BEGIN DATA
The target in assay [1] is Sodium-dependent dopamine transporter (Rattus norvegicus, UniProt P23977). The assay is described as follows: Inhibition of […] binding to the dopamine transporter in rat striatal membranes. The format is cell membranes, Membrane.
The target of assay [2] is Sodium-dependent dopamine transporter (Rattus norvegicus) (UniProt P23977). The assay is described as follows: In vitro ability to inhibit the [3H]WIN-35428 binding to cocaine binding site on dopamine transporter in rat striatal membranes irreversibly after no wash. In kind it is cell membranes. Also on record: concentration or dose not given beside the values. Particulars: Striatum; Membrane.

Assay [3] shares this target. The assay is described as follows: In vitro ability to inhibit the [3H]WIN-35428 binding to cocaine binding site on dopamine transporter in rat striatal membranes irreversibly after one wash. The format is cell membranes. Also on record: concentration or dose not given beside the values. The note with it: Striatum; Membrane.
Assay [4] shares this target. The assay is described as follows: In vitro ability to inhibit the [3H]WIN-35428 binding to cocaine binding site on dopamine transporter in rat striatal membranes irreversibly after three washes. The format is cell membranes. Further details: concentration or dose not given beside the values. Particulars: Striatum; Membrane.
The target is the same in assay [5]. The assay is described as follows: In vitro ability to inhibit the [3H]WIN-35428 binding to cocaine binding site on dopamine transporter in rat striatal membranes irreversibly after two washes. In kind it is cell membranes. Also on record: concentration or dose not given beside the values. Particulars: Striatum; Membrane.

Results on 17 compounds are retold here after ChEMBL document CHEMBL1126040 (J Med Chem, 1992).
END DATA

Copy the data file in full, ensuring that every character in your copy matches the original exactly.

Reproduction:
The target in assay [1] is Sodium-dependent dopamine transporter (Rattus norvegicus, UniProt P23977). The assay is described as follows: Inhibition of […] binding to the dopamine transporter in rat striatal membranes. The format is cell membranes, Membrane.
The target of assay [2] is Sodium-dependent dopamine transporter (Rattus norvegicus) (UniProt P23977). The assay is described as follows: In vitro ability to inhibit the [3H]WIN-35428 binding to cocaine binding site on dopamine transporter in rat striatal membranes irreversibly after no wash. In kind it is cell membranes. Also on record: concentration or dose not given beside the values. Particulars: Striatum; Membrane.

Assay [3] shares this target. The assay is described as follows: In vitro ability to inhibit the [3H]WIN-35428 binding to cocaine binding site on dopamine transporter in rat striatal membranes irreversibly after one wash. The format is cell membranes. Also on record: concentration or dose not given beside the values. The note with it: Striatum; Membrane.
Assay [4] shares this target. The assay is described as follows: In vitro ability to inhibit the [3H]WIN-35428 binding to cocaine binding site on dopamine transporter in rat striatal membranes irreversibly after three washes. The format is cell membranes. Further details: concentration or dose not given beside the values. Particulars: Striatum; Membrane.
The target is the same in assay [5]. The assay is described as follows: In vitro ability to inhibit the [3H]WIN-35428 binding to cocaine binding site on dopamine transporter in rat striatal membranes irreversibly after two washes. In kind it is cell membranes. Also on record: concentration or dose not given beside the values. Particulars: Striatum; Membrane.

Results on 17 compounds are retold here after ChEMBL document CHEMBL1126040 (J Med Chem, 1992).